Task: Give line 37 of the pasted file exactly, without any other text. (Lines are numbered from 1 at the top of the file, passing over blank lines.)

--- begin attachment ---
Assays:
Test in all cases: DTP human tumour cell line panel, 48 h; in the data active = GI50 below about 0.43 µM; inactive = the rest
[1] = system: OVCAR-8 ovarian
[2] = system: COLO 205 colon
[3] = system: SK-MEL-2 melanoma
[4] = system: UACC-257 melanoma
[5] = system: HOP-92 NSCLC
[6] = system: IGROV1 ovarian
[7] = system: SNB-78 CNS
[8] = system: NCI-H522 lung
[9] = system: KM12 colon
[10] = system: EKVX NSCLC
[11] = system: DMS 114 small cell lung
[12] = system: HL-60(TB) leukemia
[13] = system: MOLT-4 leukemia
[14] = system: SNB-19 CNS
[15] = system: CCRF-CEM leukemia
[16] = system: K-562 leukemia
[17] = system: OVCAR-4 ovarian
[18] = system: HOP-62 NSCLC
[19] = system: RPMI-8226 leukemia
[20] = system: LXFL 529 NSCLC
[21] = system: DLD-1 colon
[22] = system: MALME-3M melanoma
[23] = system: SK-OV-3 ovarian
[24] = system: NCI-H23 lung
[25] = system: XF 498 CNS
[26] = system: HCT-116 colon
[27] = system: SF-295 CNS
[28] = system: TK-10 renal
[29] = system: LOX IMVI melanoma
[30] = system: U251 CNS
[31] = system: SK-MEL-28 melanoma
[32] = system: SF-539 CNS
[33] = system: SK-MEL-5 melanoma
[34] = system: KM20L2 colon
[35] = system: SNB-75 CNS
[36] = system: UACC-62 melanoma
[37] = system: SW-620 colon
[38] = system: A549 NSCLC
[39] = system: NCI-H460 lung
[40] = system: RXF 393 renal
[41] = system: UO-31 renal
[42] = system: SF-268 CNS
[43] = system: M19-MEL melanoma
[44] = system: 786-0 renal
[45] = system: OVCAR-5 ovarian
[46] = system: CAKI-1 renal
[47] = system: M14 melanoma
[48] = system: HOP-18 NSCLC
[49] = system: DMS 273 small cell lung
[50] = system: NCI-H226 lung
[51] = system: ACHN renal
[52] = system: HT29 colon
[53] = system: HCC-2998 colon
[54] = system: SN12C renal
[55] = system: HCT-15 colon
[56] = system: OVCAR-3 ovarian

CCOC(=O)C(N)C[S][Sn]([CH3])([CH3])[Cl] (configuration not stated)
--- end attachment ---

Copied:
[35] = system: SNB-75 CNS